Nasa scientists find evidence of flowing water on Mars


Mars is the fourth planet from the Sun and the second smallest planet in the Solar System, after Mercury. Named after the Roman god of war, it is often referred to as the “Red Planet” because the iron oxide prevalent on its surface gives it areddish appearance. Mars is a terrestrial planet with a thin atmosphere, having surface features reminiscent both of the impact craters of the Moon and the valleys, deserts, and polar ice caps of Earth.

Like Earth, Mars has differentiated into a dense metallic core overlaid by less dense materials.Current models of its interior imply a core region about 1,794 ± 65 kilometers (1,115 ± 40 mi) in radius, consisting primarily of iron and nickel with about 16–17% sulfur. This iron(II) sulfide core is thought to be twice as rich in lighter elements than Earth’s core. The core is surrounded by a silicate mantle that formed many of the tectonic and volcanic features on the planet, but it now appears to be dormant. Besides silicon and oxygen, the most abundant elements in the Martian crust are iron, magnesium,aluminum, calcium, and potassium. The average thickness of the planet’s crust is about 50 km (31 mi), with a maximum thickness of 125 km (78 mi). Earth’s crust, averaging 40 km (25 mi), is only one third as thick as Mars’s crust, relative to the sizes of the two planets.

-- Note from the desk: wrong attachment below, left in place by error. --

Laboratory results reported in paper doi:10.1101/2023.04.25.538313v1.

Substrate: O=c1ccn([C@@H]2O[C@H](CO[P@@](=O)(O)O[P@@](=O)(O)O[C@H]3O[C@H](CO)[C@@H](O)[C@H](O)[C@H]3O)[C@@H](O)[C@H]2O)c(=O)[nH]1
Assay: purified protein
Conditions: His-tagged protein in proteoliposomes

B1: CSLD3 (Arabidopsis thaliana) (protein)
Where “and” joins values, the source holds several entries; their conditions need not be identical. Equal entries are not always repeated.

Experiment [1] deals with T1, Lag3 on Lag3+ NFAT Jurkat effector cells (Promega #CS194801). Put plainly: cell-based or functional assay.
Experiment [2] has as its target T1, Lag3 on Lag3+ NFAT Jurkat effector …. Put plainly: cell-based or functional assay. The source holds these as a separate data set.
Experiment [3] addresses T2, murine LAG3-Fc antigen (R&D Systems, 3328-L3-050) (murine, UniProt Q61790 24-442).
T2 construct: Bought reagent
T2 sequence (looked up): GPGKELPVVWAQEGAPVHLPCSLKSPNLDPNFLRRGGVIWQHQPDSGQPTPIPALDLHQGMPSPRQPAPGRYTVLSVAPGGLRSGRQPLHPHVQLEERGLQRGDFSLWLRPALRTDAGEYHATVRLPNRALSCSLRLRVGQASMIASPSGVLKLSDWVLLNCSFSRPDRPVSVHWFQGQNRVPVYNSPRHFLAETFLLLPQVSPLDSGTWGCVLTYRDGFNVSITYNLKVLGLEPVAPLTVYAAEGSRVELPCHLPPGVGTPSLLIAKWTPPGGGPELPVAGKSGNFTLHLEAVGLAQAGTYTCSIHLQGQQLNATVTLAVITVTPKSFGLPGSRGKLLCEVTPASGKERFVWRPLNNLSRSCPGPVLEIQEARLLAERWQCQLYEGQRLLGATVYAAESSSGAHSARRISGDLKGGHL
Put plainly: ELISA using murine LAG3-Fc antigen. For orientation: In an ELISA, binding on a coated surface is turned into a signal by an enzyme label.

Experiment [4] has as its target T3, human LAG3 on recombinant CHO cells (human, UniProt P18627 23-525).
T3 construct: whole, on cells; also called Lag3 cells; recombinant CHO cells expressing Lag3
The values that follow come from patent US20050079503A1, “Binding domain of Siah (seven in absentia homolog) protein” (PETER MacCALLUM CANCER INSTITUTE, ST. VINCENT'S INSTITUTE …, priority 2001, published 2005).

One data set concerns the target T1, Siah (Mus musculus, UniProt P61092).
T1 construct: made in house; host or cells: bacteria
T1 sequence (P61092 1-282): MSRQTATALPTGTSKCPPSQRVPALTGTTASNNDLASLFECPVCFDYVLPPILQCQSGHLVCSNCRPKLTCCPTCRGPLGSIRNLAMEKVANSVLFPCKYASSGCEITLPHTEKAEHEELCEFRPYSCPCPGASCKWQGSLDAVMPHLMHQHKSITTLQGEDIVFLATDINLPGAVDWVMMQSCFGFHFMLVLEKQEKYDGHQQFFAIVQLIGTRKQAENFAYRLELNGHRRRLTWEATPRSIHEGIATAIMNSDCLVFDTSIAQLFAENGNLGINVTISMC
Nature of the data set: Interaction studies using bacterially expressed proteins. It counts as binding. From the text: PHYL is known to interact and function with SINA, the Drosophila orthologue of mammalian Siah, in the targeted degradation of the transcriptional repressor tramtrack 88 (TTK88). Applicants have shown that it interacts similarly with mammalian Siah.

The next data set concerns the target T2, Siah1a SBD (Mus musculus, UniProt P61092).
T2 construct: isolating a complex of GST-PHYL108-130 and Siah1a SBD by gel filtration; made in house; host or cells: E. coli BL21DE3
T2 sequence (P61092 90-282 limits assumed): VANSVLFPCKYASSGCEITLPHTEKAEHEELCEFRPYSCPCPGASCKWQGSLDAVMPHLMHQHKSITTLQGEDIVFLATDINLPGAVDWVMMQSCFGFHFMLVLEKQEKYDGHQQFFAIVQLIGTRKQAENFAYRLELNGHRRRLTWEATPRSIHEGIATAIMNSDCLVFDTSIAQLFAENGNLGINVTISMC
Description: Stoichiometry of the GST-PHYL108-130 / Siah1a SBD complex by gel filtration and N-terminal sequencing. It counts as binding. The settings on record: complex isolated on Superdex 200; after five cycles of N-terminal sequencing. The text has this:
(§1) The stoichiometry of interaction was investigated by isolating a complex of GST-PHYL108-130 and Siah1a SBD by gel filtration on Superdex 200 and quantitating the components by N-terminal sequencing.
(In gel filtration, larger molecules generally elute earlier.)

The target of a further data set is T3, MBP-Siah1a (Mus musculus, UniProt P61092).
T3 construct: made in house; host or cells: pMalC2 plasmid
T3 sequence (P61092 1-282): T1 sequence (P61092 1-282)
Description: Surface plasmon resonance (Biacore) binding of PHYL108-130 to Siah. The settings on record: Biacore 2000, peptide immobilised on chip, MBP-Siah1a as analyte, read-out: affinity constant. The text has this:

Nasa scientists find evidence of flowing water on Mars

Liquid water runs down canyons and crater walls over the summer months on Mars, according to researchers who say the discovery raises the chances of being home to some form of life.

The trickles leave long, dark stains on the Martian terrain that can reach hundreds of metres downhill in the warmer months, before they dry up in the autumn as surface temperatures drop.

Images taken from the Mars orbit show cliffs, and the steep walls of valleys and craters, streaked with summertime flows that in the most active spots combine to form intricate fan-like patterns.

Scientists are unsure where the water comes from, but it may rise up from underground ice or salty aquifers, or condense out of the thin Martian atmosphere.

“There is liquid water today on the surface of Mars,” Michael Meyer, the lead scientist on Nasa’s Mars exploration programme, told the Guardian. “Because of this, we suspect that it is at least possible to have a habitable environment today.”

Originally posted 2015-10-19 12:41:58. Republished by Blog Post Promoter